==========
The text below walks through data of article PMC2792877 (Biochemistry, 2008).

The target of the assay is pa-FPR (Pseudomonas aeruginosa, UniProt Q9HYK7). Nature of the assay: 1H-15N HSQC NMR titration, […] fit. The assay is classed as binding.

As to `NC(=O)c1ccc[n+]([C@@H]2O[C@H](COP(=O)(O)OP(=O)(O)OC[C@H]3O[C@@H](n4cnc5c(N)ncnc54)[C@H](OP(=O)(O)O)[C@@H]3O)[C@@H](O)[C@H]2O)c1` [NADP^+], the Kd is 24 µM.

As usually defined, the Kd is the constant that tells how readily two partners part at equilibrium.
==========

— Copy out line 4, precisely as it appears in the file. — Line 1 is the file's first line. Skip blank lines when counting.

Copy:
As usually defined, the Kd is the constant that tells how readily two partners part at equilibrium.